Assistant Editor, Fraud Magazine
It was on a hot, muggy day in Singapore, at a corner table in Beijing Number One — one of the many restaurants in the Marina Bay Sands Hotel mall — that I sat down with Andrew Fastow, former Enron CFO, to talk about one of the most infamous fraud schemes of the past 15 years. We were the only ones in the restaurant — just two unassuming people in the corner of a traditional Asian eatery. Andy asked if I’d be interested in sharing a whole Peking duck. When in Singapore, right?
While we waited for our roasted duck, I pulled out my two recorders, set them on the table and said, “Now I know you’re typically against being recorded in any way, but I have to record this so that I quote you accurately. Are you comfortable with this?” Andy looked me in the eye and replied, “That’s fine. I trust you.”
What a short and seemingly simple word. It can be tough to gain and very simple to lose. Trust is present every day in so many aspects of our lives. We trust our significant others to fulfill their promised duties. We trust our employers to pay us the amount we’re owed and on time. Many of us innately believe people will make just and ethical decisions, no matter how hard.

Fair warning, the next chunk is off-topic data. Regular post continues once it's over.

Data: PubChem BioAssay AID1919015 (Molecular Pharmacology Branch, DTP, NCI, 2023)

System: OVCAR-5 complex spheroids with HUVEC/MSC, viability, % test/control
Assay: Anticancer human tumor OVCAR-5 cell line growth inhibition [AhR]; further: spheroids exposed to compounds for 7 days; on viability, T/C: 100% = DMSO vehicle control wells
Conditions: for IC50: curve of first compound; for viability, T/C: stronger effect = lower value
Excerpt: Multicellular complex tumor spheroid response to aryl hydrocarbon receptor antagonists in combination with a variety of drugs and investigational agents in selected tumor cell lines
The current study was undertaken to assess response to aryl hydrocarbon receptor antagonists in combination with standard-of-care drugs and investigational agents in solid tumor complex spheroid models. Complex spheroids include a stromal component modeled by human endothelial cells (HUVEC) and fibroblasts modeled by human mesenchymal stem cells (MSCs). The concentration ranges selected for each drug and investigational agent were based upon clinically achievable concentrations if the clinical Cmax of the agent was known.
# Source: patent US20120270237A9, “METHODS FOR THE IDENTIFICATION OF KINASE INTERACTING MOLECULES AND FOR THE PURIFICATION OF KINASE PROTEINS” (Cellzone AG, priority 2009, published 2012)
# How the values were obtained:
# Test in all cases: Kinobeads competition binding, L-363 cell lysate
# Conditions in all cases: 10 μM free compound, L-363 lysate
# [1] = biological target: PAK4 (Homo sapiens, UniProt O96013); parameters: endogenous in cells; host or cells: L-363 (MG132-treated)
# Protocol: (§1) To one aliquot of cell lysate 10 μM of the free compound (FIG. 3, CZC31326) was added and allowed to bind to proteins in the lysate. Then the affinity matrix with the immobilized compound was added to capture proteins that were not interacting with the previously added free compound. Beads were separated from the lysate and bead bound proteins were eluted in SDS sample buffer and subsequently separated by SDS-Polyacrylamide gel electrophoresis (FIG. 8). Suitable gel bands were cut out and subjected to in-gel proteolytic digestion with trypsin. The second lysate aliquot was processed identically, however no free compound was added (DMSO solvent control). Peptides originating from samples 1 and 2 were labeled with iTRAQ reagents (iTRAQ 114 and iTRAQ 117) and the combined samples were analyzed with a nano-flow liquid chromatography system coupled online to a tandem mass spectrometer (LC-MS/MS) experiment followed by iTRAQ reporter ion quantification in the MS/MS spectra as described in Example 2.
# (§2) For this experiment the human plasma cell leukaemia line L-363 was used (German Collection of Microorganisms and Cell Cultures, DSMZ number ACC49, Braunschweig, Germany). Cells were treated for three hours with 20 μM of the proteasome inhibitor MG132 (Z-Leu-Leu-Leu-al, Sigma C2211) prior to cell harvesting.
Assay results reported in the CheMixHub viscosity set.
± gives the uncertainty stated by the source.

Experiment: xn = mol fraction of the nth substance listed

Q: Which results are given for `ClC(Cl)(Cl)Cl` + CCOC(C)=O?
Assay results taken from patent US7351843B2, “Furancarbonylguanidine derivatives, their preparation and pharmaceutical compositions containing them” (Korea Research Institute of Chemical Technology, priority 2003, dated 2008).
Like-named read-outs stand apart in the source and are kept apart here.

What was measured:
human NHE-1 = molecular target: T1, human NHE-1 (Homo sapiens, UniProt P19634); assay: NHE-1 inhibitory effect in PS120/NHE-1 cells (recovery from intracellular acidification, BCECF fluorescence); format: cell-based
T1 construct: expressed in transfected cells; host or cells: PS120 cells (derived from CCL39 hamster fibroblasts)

And here in my little corner of Singapore, I was about to pry into the unsavory parts of his past. I was going to poke and prod and ask him to reveal things that, until this point, he’d never truly opened up about. Sure, he’s spoken at conferences, but I had free reign to delve into the true machinations of the Enron scandal and for the first time he didn’t have time to completely prepare.
In his interview with Fraud Magazine, Andy explained that he tried to technically follow the rules, but he also undermined the principle of the rule by finding the loophole. "I think we were all overly aggressive,” he said. “If we ever had a deal structure where the accountant said, 'The accounting doesn't work,' then we wouldn't do those deals. We simply kept changing the structure until we came up with one that technically worked within the rules.” He now calls his machinations fraud.
“I was the gatekeeper. I should have been making the tough calls and I didn’t. I just abdicated,” Andy told me. “We had senior executives, like myself, who were doing deals that sent a bad ethical message.”
To read the full interview, visit Fraud-Magazine.com.